Here Comes the Reaper

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Radiant beams burst through the windows reviving me from my mystic and dreamy condition.  Rubbing my eyes, I gaze around the room and submit to the comforting realization that I’m still snuggly embedded in the residence of my treatment center, ideally placed amidst the extensively sought after climate of sunny Southern California.  As a northeast native, palm trees alone give me the distinct feeling that I’m now living in a tropical paradise, although the streets of this town can contradict that Eden-like environment some days.  The circumstances of our community this morning also contradict this netherworld disguised as a promise land.  When I arrive at the main facility, utopia is greeted by tragedy.  My ravishing surroundings don’t match a disheartened energy emanating from the unusual presence of management outside and immediately, I sense something is wrong; which is further supported when we are hoarded into the cafeteria and a majority of the room is now beside themselves, tears flowing and heads down, buried in rugged hands.  Mournfully, the inevitable announcement is made by the head director confirming that our disease won again; claiming another life in the relentless, diabolical fashion its grown so accustomed to.  It’s the sad reality of this journey to recover.  The longer I stick around, the more this becomes commonplace; almost routine; an adverse side effect of the cards I was dealt being predisposed to a daily fight for survival.  Death is always in the mix.

Not all of us can successfully elude the mighty hand of this malady that enslaves us; it’s comforting lure; the mastery of its deception and ultimate goal to cease the beating of our once spirited hearts.  Just as we can never quench our thirstiness to please this uninvited beast, it’s undoubtedly not entirely satisfied itself, fallaciously tempting us until we draw our final breath – far before our lifespan would and should allow.  Some of us have reached the point where we have fully conceded to the enemy and started to learn a new way of life; living free and keeping our demons at bay through seeking a power greater than ourselves and working with others; incorporating personal devotion and daily awareness into our routines.  Some of us continually bounce back and forth between active addiction and recovery, which inevitably gets consistently worse each and every time we go back out; as well as becomes increasingly more difficult to pursue recovery when we come to terms with the unavoidable collapse of our lives once again.  Some of us have permanently lost the battle altogether which, much to our dismay, is a painful truth ever reminding those of us that carry on how we are not immortal creatures; that life is fragile, this disease is deadly, and we are not invincible like we incessantly love to misinform ourselves.  Those that have fallen victim are a substantial testament to this truth.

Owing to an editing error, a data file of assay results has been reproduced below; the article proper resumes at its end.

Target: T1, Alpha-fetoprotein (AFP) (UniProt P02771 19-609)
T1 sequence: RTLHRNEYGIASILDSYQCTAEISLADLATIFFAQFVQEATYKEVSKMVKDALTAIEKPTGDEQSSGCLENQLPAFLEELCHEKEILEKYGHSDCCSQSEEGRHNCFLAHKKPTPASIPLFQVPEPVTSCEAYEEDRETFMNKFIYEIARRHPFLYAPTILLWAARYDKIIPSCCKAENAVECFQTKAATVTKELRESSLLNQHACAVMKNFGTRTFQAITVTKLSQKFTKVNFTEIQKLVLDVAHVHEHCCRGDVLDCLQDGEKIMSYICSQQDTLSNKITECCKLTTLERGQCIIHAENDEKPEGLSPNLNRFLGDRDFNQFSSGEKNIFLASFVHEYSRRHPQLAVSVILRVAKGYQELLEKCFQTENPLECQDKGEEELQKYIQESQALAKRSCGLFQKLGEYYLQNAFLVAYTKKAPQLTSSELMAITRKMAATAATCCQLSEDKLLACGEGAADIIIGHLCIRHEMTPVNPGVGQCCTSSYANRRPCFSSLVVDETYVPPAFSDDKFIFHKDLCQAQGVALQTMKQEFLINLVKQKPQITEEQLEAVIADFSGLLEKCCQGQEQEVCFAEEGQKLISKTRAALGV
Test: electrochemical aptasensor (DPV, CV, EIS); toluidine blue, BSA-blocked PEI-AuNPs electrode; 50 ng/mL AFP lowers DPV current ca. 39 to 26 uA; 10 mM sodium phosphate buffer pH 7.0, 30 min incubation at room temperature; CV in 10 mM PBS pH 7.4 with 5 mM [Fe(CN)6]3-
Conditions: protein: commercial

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As much as these tragic occasions go so often misunderstood by society at large and the loved ones directly affected, I comprehend the inner workings of a mind that succumbs to that draconian disconnect; the mediocre march of merely existing in time and space feeling no other purpose than to be absent of self and numb to everything else.  After all, our minds are virtually identical when it comes to the use of mind altering substances.  Every time I hear of a new loss within our community, I experience a range of emotions anywhere from sadness and frustration to jealousy and envy.  I think about how they are finally in a better place; serene at last and free from the fight – a place I so often dream of being.  On the contrary, I enjoy the experiences of life and to this day I haven’t met anybody in the world of addiction that doesn’t have the potential to live a life free from the constant turmoil, wreckage, and negative consequences that come with remaining active.  It’s essentially a race against time.  We have to be open and willing to change before the reaper comes to town.  If we’re not, it’s game over – no more binges; no more runs; no more chances to get it right – that finality is permanent and we no longer have any credits left.  Today, I pray that the sick and suffering will soon see the light and embrace this potential once in a lifetime opportunity for recovery.